Golf has a lot of data available, but not all of it is predictive of future success, mainly because some of it doesn’t explain very well what is actually happening on the golf course.
For example: Two golfers could hit an equal number of greens in regulation in a single round…say 60%.
There are obviously a ton of details missing, including:
- Were they hitting him from the same distance?
- Was it in the fairway or rough?
- Where on the green did the ball land?
There is a big difference between sticking approach shots within 5 feet and hitting the green but having a 60 foot putt every time.
This is where Strokes Gained comes in.
Strokes Gained can give golf bettors, DFS players and fans much more detail on how a golfer actually plays by measuring each stroke against the rest of the course.
Mark Broadie, a professor at Columbia University, invented the “Strokes Gained” concept using ShotLink data, which is proprietary software that uses lasers and cameras to capture a ton of information about every shot a stroke hits. golfer.
Using the millions of data points it has, the Tour calculates the average number of shots it takes for a player to put the ball in the hole, regardless of distance and situation. If a player beats these averages, he earns hits on the court.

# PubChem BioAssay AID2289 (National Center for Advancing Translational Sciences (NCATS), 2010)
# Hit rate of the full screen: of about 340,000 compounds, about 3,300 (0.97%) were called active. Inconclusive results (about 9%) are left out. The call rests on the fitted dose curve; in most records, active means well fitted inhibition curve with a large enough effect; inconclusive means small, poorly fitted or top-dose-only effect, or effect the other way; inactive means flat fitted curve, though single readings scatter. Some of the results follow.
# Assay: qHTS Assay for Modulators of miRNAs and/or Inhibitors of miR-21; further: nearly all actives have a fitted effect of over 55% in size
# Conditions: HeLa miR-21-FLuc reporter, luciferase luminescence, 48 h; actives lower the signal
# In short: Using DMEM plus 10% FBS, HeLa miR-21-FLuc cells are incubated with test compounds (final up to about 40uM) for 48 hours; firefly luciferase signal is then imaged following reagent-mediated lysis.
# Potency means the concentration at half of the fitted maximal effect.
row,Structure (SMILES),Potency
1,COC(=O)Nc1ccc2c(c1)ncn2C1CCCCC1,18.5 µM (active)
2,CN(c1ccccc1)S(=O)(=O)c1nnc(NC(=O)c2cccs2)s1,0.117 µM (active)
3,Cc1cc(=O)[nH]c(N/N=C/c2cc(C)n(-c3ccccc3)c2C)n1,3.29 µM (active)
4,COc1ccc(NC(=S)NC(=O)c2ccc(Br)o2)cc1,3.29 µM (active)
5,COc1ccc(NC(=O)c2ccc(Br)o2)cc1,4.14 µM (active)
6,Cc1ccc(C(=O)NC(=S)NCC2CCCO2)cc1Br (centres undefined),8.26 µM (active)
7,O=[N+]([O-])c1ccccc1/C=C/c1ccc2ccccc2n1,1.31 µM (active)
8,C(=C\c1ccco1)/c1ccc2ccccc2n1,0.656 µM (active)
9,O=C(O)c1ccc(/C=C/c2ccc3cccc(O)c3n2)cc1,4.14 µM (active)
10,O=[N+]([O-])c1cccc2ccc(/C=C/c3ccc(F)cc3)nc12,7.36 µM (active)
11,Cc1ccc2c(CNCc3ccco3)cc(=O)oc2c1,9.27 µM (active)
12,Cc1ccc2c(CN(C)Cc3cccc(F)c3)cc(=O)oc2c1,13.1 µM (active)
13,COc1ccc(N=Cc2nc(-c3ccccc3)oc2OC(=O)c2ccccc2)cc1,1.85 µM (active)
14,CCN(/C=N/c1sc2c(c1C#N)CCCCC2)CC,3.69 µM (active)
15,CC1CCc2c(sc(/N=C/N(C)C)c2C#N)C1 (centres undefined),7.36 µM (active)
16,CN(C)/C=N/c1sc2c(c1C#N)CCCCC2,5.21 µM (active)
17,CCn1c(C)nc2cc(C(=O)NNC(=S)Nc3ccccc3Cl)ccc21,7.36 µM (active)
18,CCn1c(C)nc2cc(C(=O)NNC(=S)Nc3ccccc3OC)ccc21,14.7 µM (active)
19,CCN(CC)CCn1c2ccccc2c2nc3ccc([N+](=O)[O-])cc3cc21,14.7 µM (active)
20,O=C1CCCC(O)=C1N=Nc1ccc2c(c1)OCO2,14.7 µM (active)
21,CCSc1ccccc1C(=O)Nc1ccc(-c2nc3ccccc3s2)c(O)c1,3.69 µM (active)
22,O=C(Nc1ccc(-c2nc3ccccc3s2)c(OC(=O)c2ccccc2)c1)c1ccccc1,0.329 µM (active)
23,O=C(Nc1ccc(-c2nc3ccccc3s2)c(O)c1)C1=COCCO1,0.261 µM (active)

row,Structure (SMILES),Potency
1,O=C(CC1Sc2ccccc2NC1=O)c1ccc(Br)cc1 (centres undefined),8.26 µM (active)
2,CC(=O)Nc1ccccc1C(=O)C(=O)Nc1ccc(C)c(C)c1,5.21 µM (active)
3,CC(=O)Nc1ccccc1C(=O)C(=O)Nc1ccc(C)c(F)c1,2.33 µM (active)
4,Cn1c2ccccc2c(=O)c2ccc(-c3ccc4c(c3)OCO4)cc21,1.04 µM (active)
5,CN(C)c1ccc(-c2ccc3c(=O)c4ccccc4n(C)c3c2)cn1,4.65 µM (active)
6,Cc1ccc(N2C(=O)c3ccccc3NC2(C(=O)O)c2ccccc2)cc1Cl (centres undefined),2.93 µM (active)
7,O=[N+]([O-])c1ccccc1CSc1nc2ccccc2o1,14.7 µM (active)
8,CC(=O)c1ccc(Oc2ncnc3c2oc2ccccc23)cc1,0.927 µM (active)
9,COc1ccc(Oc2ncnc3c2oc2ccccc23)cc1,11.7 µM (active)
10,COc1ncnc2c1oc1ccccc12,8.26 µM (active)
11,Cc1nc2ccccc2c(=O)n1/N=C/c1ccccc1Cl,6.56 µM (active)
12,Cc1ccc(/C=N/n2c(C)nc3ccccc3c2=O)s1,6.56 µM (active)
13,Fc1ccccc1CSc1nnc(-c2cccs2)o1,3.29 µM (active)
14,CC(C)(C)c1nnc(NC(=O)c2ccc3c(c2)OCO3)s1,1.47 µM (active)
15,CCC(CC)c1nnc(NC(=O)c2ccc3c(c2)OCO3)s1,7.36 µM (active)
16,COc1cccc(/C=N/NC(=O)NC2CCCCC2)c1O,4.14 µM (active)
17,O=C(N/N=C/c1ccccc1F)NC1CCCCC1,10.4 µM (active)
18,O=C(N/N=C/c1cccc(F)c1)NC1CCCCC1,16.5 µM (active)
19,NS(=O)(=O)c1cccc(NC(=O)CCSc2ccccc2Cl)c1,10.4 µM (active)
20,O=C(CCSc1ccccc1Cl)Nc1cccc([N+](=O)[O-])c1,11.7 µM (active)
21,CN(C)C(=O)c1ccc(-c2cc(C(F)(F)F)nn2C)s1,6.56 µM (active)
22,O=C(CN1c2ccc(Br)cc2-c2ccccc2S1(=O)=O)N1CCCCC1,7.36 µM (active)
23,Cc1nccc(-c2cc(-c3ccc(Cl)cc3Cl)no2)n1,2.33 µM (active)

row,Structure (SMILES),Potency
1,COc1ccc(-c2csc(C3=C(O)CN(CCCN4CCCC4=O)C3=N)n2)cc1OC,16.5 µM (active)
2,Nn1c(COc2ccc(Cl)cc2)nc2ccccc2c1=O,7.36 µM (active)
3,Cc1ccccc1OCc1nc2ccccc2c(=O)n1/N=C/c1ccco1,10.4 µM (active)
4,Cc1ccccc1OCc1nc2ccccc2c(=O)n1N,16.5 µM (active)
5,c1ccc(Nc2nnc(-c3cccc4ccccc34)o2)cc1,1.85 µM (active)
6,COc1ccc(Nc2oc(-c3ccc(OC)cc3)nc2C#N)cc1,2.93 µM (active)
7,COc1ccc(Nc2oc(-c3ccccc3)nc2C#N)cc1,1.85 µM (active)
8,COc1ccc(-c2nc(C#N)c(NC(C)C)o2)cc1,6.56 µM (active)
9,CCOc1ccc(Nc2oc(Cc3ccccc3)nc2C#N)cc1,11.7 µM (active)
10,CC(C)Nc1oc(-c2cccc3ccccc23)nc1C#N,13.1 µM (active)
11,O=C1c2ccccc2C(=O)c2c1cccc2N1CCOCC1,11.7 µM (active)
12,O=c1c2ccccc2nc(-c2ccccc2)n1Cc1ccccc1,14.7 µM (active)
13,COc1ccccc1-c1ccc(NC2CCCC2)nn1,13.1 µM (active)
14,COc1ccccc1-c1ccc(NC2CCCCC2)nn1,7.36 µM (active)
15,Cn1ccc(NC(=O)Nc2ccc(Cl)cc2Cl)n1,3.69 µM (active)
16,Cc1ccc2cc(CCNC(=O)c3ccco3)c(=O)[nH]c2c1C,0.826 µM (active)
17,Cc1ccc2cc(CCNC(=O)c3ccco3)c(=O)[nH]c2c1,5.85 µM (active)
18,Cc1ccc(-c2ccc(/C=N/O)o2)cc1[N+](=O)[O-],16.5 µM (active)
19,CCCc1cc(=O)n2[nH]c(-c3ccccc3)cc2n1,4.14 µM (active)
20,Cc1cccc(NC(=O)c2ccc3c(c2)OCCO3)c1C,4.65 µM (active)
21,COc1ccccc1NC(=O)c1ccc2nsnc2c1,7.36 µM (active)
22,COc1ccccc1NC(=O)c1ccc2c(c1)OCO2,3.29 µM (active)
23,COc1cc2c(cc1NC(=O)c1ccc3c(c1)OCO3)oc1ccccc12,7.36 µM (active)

Here’s a good example, according to the PGA Tour. On average, it takes Tour players the following number of strokes to get the ball into the hole from the fairway:
- 2.0 strokes on the hole: 7 yards
- 2.5 strokes on the hole: 30 meters
- 3.0 strokes on the hole: 168 yards
If the player finds the cup in two shots at 30 yards, he gains 0.5 shots. If he takes three hits, he has lost 0.5 hits. Tour data can do the same for every distance and situation.
Another great example: it takes players on average the same number of strokes to complete the hole from 70 yards in the rough (2.92) as they do from 150 yards in the fairway (2.92).
Every situation in golf is different – Strokes Gained measures how well players handle them relative to the situation.
What the Strokes Gained data has revealed is that the old golf adage “Drive for show, putt for dough” is wrong. The best players hit the ball farthest from the tee and stick their approach shots close.
Both of these factors tend to be more predictive from week to week than putting, which can be very random and difficult to predict. So generally you want to bet on the best ball strikers and hope their putters heat up, not the best putters hoping their irons come in.
Statistics for the main strokes won categories – Off the Tee, Approach, Around the Green, Putting, Tee-to-Green – are published on pgatour.com.
Tee-to-Green is perhaps the best metric of all. It’s basically the total strokes gained – which is the sum of teeing off, approaching, going around the green and putting – minus putting. As mentioned above, putting can be quite hit or miss from day to day and week to week. A golfer who consistently gives himself 5-foot birdie putts might score worse than one who drains 15-foot putts, but you’ll want to bet on the former in the long run. Things will balance out.